Dekker: The problem with Froome and Team Sky is a lack of transparency

Early in the Giro d'Italia the retired rider and former doper Thomas Dekker provocatively suggested to Velonews that Chris Froome is "perhaps the cleanest Tour winner we've ever had in history."

After covering this year's race for the digital video channel of AD Sportswereld, the Dutchman has taken a step back, with Froome's victory leaving him more questions than answers.

Froome refused to reveal if he took salbutamol during this year's Giro d'Italia, while his Adverse Analytical Finding (AFF) for the asthma drug at the 2017 Vuelta a Espana rumbles on in the background with little sign of a final verdict. Froome won the Giro d'Italia to complete a rare slam of the Grand Tours but if he is convicted of an anti-doping rule violation he will lose his Vuelta victory and possibly his Giro d'Italia victory too.  

"We just don't know what he's doing. He's doing all the tests but it's a miracle almost that he came back like this," Dekker told Cyclingnews, looking for straight answers as a neutral observer rather than trying to make a polemic.    

"It's difficult to say and it's easy to point a finger but we just don't know, that's the problem in cycling right now."

"Cycling has changed a lot. We've seen that Simon Yates didn't make it to the final week. Pinot was on the podium but then lost 45 minutes but it's difficult to say what we're looking at." 

Dekker is convinced that Froome should have recused himself from racing the Giro as he and his legal team fight his salbutamol case. Yet Dekker also sees the case from the Team Sky rider's position. 

"The worst thing is that he could start. It's still possible there's a court case, with lawyers, and so it would have been better if he hadn't started," Dekker said.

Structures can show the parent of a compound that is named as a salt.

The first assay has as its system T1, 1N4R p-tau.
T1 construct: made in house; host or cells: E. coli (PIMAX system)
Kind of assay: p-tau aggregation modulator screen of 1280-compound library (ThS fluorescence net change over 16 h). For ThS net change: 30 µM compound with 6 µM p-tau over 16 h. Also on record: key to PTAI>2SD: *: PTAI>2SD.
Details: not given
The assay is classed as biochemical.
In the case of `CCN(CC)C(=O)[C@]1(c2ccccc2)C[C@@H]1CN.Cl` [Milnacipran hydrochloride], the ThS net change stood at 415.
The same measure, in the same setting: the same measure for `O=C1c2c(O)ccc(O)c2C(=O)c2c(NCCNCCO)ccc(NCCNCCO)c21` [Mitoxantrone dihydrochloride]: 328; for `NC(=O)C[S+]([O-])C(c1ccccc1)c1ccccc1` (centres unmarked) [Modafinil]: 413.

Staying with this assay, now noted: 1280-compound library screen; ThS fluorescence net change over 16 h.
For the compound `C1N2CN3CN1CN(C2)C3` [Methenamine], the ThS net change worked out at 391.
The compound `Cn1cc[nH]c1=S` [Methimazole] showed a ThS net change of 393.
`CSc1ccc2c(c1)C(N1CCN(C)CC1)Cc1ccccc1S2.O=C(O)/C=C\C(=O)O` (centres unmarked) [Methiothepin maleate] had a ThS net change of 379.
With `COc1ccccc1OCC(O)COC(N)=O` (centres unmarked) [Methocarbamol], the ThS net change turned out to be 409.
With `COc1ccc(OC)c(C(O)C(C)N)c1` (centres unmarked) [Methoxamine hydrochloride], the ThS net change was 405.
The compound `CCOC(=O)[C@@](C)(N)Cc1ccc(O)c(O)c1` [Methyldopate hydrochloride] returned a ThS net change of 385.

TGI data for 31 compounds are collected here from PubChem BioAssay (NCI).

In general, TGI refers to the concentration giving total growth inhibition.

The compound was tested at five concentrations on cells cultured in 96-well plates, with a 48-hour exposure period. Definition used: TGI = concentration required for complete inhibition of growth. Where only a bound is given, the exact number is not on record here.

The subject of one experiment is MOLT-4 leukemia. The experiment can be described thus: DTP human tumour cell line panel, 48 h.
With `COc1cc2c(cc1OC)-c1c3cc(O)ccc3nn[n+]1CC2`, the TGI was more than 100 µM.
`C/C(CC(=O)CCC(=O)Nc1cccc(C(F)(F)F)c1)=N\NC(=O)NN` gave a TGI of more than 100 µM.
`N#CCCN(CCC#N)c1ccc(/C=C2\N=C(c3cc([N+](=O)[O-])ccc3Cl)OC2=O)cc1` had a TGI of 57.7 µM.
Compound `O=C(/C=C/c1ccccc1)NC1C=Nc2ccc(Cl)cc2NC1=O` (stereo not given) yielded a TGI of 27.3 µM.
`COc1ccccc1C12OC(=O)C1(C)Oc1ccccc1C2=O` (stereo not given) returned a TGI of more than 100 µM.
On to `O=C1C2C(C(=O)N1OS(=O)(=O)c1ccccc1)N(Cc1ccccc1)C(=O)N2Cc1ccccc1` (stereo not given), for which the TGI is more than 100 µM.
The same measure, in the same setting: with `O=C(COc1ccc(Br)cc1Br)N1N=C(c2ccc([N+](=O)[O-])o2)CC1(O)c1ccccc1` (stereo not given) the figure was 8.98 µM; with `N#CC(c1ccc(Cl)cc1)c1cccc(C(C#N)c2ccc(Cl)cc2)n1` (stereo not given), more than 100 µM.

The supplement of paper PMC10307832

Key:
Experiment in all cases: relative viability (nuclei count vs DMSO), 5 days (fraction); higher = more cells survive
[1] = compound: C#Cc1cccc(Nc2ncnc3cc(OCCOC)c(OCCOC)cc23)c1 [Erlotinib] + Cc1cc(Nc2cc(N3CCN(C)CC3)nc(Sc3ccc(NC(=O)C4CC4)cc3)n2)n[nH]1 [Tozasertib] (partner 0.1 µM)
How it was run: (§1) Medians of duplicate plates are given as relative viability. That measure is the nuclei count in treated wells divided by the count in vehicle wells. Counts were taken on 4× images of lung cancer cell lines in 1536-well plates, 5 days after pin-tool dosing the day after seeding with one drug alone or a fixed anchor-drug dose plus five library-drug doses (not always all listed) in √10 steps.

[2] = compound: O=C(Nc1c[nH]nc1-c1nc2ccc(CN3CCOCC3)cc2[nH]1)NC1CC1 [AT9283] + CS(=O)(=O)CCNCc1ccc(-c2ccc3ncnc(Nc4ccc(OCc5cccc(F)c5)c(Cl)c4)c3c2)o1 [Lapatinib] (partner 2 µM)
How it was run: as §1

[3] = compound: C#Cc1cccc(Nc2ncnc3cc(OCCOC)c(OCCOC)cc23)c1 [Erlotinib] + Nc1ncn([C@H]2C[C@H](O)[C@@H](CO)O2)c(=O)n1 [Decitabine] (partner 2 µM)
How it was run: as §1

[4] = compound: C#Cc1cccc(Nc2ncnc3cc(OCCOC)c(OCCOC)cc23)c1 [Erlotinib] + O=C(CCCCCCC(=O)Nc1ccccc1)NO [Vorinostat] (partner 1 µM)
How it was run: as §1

"But I can also understand him and understand Brailsford, that they fight these things. They have the money and they have the power to do it. The UCI is not a strong federation and the rules just need to be better." 

A lack of transparency at Team Sky

Dekker has a sharper, more experienced eye than most. Still only 33, he retired at the end of 2014 and wrote a hard-hitting autobiography of his own career and his doping during his time at the Rabobank team. He served a two-year ban between July 2009 and 2011, returning to race with the Garmin team for four seasons.

He now lives in Los Angeles but enjoyed his three weeks observing and commenting on the Giro d'Italia. Like many, he has read the social media accusations against Froome and also seen some of the data calculations that suggest Froome's performance during his race-winning 80km solo attack to Bardonecchia were not from another planet. 

"It was not so extreme; he made the biggest difference between the top of the Colle delle Finestre to Sestriere. It's a big grey area instead of black and white," Dekker said. 

"Also Dumoulin said that Reichenbach was going down (descending) like an old lady and that he made a few mistakes. He (Froome) attacked like he always attacked on his best days at the Tour de France, then on the last climb he set the same time as Dumoulin, and only the Colombian and Ecuador guys (Miguel Angel Lopez and Richard Carapaz) did a faster time." 

"I think cycling is way more professional than it ever was. They're strong guys. Maybe in ten years time we'll know more about it. I really believe in Iwan Spekenbrink, how he started in cycling and how he wanted to change a professional team."

"There's a lack of transparency at Team Sky and that's a big problem. I can understand that people ask questions now. That's the whole problem: the credibility of cycling. For me too. I was a big doper but I'm standing here watching. What can we do? We have to learn from the mistakes of the past. But we all still cheer Alejandro Valverde, but you know, he never admitted anything. He doesn't do many interviews and nobody asks him any questions.

"If you want to be transparent, why can't you show your doping control details if you want to do something about it all. Show what is written on it and what medicines you are taking.

"I think it's going to be difficult for Froome to do the Tour de France because of all the bad publicity and because the French people are going to give him a really hard time, harder than in Italy, for sure.

Asked if that is right, Dekker said: "What is right? Richard Virenque is working for Eurosport in France. Sometimes it's all so hypocritical. It's a difficult world."

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